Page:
She closed schools over community protest at a time when enrollment was increasing.
She closed, merged, split and moved schools without allowing all affected parties a public hearing. (This has resulted in legal appeals against the district that are still pending.)
She closed, merged and moved schools before the new student assignment plan was established, which was widely considered an illogical and potentially wasteful sequence of events. The district’s recently released enrollment numbers for the 2010 school year are bearing this out.
She announced her “Capacity Management (school closures) Plan” during the busy and narrow window between the Thanksgiving holiday and Christmas/winter break, thus preventing full community response and participation in the deliberation process. (This was widely viewed among parents as a dishonest effort at “community engagement.”)
The school closures disproportionately uprooted, evicted or affected underprivileged children, kids of color or kids with special needs. The closures of the African American Academy, T.T. Minor and Cooper Elementary, in particular disenfranchised the district’s African American school community. This resulted in a discrimination legal action against the district supported by the NAACP.
She failed to heed demographic trends that showed a need for more schools. Thus, she closed schools to allegedly save $3.5 million a year, only to announce eight months later that the district needed to reopen five schools at a cost of $48 million.
Closures have resulted in severe capacity problems in parts of town like West Seattle where schools are overcrowded, while the reopening schools in the north end of town are failing to attract many families, making these costly to run.
In the closures, some schools (like Nova High School and Secondary Bilingual Orientation Center) were evicted from their buildings (Horace Mann and Old Hay) supposedly in part for safety reasons, only to be moved to a building which is fact less safe (Meany Middle School) and inappropriate for high schoolers.
The superintendent promised “equity” between the split Accelerated Progress Program schools, but that has not happened. Enrollment numbers, resources and cohesion are not equal between the four elementary and middle school locations.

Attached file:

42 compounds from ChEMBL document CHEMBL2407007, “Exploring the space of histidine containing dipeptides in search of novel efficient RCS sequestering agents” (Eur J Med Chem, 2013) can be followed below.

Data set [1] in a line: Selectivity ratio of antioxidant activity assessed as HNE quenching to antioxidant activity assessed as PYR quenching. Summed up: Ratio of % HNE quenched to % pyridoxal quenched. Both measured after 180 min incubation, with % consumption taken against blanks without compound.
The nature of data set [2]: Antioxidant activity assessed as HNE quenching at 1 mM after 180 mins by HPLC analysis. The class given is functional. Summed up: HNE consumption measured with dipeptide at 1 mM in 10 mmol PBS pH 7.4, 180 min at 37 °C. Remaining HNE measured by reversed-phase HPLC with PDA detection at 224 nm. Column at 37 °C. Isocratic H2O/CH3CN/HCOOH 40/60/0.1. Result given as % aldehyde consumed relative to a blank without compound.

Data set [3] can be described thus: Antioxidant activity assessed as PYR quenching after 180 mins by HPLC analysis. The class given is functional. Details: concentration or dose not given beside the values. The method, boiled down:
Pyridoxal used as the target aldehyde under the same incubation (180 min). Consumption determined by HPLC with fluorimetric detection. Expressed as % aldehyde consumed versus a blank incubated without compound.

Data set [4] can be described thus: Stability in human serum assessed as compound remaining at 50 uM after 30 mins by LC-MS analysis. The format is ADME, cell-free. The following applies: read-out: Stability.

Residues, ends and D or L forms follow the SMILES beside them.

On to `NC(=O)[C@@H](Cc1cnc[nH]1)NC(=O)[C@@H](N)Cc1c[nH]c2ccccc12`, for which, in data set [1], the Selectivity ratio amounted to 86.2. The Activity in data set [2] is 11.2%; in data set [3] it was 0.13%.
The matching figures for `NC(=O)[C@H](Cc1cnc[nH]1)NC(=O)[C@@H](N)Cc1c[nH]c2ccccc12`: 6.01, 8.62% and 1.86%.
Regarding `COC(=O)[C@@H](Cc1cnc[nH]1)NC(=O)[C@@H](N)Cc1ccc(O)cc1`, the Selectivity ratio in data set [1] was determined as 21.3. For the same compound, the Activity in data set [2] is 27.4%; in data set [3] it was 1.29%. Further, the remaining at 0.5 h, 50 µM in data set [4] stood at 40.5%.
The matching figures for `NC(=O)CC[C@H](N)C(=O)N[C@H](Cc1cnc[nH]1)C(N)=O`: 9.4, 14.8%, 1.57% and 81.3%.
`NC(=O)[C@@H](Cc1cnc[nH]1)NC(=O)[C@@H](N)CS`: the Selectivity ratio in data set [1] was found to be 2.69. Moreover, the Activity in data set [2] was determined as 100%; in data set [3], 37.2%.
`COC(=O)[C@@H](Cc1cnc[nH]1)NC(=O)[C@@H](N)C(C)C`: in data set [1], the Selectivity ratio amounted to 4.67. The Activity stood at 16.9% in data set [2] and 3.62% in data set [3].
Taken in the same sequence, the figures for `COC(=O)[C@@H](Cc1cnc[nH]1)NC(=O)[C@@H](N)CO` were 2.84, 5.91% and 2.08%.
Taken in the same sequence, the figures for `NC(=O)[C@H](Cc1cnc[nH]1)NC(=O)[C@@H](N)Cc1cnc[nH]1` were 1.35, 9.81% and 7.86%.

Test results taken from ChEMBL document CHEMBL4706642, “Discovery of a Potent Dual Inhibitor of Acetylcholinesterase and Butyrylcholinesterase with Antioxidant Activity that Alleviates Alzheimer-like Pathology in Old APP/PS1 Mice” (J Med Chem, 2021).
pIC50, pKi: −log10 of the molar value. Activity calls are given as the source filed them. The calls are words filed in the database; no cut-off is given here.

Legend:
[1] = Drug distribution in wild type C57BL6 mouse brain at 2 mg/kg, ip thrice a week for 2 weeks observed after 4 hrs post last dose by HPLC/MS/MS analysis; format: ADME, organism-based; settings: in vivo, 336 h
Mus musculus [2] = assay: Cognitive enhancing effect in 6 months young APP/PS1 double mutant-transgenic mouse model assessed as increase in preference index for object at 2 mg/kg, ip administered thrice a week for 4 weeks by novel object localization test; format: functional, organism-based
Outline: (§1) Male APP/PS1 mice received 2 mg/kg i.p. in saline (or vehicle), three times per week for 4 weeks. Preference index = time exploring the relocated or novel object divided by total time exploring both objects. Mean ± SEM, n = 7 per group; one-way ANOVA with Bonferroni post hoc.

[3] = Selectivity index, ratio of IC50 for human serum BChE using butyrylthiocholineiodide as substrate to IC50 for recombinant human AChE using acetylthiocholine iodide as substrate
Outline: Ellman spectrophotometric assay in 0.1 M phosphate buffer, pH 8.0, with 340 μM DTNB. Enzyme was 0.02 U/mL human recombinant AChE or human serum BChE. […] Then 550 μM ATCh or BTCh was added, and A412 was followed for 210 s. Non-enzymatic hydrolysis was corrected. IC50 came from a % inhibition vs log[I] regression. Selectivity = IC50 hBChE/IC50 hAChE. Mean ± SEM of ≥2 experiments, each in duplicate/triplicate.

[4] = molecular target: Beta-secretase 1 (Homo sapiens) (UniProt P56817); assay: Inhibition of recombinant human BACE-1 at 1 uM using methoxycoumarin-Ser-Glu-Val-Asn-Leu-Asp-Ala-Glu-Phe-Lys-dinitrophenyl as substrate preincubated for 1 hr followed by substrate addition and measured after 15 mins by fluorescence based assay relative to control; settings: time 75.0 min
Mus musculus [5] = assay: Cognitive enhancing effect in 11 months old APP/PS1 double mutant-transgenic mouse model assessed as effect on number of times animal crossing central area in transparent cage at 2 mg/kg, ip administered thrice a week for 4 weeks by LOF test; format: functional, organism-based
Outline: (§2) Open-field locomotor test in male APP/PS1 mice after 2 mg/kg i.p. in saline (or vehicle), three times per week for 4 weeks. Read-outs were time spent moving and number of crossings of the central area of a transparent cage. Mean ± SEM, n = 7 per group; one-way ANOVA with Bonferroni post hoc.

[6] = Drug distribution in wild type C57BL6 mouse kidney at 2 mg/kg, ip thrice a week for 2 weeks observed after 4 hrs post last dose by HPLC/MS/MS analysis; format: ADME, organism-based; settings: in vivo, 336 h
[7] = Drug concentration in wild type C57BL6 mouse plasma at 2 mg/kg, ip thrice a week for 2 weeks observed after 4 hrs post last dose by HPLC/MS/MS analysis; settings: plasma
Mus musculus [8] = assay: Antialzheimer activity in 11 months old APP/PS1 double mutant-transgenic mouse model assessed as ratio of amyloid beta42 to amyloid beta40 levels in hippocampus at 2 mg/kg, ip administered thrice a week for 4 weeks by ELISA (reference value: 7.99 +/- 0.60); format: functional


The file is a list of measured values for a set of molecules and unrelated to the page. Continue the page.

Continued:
She gave layoff notices to 172 teachers and educators on Teacher Appreciation Week (May 2009), despite growing enrollment. (All but 30 or so were eventually hired back, leaving many to wonder why the RIFs were imposed in the first place.) (See: “Rotten Apples: Some Seattle teachers who maybe expected a nice gift during Teacher Appreciation Week got something else instead: pink slips.”)
She sent an illegal letter to the district’s 3,000 teachers unilaterally canceling their contract, bypassing regular negotiation rules and practices. This was sent via Certified Mail at an estimated cost of $15,000 to the district.
She laid off 25 more teachers in 2010, thus failing to insulate teachers and classrooms from deleterious budget cuts.
She proposed lowering the high school graduation grade average from a C average to a D average, over wide community opposition.
She commissioned audits of various programs and elements of the district, only to disregard the recommendations of the audits.
She ignored the recommendations of the APP review that she commissioned, and split the program twice in ill-advised ways.
She punished two SPS teachers for following the wishes of their Special Ed students’ parents. Once publicized, she and the district rescinded the punishment.
She imposed a new student assignment plan that appears to be resulting in overcrowding in some parts of the district (West Seattle), severe under-enrollment in other parts (McDonald, Sand Point, Queen Anne Elementary), and without ensuring that all schools are equally “quality” schools, as promised, and appears to be resegregating the schools.
Recommended a flawed and controversial math textbook (Discovering series), ignoring hundreds of community letters and testimony opposing it.